Casual music listeners often ask me, "What is a recording engineer?"
I compare sound recording to making a film. When a film moves you, it's because of a compelling screenplay, powerful acting, and bold direction. Often, it's also because the cinematographer chose a camera lense that would elevate the emotion of a scene, and the editor chose a sequence of shots that would make your heart pound. The power of the cinematographer and the editor mirrors the power of the recording engineer. Microphones are camera lenses, and the mixing console is the editing room. A talented engineer is nothing without great music and great performances, but great music can be much more visceral, more enveloping, more powerful in the hands of a skilled engineer.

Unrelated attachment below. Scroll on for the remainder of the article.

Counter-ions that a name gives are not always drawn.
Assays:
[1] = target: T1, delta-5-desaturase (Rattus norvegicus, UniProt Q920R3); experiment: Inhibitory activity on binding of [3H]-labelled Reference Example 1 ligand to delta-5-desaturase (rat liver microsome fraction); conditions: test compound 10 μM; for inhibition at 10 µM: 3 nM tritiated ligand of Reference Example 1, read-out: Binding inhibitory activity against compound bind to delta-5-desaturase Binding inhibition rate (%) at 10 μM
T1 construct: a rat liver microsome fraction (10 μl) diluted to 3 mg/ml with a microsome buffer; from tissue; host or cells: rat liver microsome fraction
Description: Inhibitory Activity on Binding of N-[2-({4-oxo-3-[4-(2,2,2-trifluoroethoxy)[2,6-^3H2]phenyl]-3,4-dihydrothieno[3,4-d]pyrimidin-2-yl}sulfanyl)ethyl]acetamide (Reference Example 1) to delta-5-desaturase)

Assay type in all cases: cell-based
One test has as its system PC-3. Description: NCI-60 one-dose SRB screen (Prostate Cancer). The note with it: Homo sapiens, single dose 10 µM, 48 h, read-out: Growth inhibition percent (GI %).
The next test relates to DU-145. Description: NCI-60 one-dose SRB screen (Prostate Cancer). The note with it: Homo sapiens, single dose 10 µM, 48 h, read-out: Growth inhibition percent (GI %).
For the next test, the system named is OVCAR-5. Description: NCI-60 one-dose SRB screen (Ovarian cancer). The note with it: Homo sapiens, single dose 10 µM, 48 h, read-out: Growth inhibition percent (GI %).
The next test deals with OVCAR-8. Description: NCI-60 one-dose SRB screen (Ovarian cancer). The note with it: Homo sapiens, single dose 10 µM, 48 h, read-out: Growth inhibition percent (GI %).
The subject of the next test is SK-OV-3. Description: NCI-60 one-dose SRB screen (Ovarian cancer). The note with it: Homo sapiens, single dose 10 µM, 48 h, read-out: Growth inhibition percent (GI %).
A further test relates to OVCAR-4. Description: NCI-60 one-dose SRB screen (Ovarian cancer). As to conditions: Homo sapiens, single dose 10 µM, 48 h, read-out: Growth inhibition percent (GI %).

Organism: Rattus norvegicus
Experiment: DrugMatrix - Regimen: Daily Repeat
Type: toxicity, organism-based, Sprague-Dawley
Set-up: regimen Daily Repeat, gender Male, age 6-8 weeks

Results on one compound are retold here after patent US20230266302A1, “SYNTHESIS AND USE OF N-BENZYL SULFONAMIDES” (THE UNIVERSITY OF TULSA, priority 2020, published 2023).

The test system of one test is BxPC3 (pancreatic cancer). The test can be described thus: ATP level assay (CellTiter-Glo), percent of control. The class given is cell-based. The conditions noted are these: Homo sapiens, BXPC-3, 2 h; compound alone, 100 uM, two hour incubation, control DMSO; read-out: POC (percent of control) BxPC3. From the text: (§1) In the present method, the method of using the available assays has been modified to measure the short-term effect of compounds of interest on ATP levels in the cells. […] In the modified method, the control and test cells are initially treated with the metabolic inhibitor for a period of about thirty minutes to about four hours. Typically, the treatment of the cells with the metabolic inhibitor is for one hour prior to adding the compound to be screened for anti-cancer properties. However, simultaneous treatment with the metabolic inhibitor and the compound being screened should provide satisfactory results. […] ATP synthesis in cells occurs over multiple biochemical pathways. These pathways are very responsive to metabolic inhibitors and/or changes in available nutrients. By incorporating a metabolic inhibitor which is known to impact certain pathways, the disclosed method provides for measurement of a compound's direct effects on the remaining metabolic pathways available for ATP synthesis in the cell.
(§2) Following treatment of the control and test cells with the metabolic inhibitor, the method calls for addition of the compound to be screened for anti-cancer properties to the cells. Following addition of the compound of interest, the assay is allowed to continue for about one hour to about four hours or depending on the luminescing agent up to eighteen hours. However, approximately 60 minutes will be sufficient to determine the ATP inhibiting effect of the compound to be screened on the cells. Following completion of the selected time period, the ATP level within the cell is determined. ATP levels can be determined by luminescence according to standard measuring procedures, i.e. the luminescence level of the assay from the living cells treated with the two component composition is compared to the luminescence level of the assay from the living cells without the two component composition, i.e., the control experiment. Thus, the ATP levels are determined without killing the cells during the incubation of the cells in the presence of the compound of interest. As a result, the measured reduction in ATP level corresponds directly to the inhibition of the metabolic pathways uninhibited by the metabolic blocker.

I've been making music in some way or other for about 20 years. In the last decade most of my working life has been in the recording studio, where I've been fortunate to work with some really inspiring musicians.
These days, I'm staff recording engineer at the Banff Centre, where I mentor up-and-comng engineers on projects spanning from rock to jazz to classical music. Still, freelance work as a recording engineer, mixer and music producer continues to be a big part of my life, and I'm always eager to collaborate with passionate artists.